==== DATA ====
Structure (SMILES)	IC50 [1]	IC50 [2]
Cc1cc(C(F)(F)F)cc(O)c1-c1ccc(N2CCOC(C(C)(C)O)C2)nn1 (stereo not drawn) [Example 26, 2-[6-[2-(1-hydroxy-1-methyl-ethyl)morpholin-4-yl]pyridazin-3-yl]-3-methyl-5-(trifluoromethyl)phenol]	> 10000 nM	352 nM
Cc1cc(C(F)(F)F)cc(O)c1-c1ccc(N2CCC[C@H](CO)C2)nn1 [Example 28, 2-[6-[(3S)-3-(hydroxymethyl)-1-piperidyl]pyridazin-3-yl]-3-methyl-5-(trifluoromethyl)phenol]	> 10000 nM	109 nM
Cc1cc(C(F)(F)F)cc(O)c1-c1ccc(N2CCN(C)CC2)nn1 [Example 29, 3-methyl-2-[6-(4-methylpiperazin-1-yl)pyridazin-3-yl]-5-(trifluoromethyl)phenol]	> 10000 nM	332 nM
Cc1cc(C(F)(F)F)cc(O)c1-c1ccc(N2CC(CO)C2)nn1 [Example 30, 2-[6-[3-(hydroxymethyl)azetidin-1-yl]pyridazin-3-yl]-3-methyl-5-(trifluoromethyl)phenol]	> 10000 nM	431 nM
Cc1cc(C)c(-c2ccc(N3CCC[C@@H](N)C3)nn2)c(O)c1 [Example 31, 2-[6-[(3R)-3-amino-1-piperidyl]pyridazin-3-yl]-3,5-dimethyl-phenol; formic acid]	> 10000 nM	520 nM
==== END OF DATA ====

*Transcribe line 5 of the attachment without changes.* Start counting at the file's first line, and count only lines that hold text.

Cc1cc(C(F)(F)F)cc(O)c1-c1ccc(N2CC(CO)C2)nn1 [Example 30, 2-[6-[3-(hydroxymethyl)azetidin-1-yl]pyridazin-3-yl]-3-methyl-5-(trifluoromethyl)phenol]	> 10000 nM	431 nM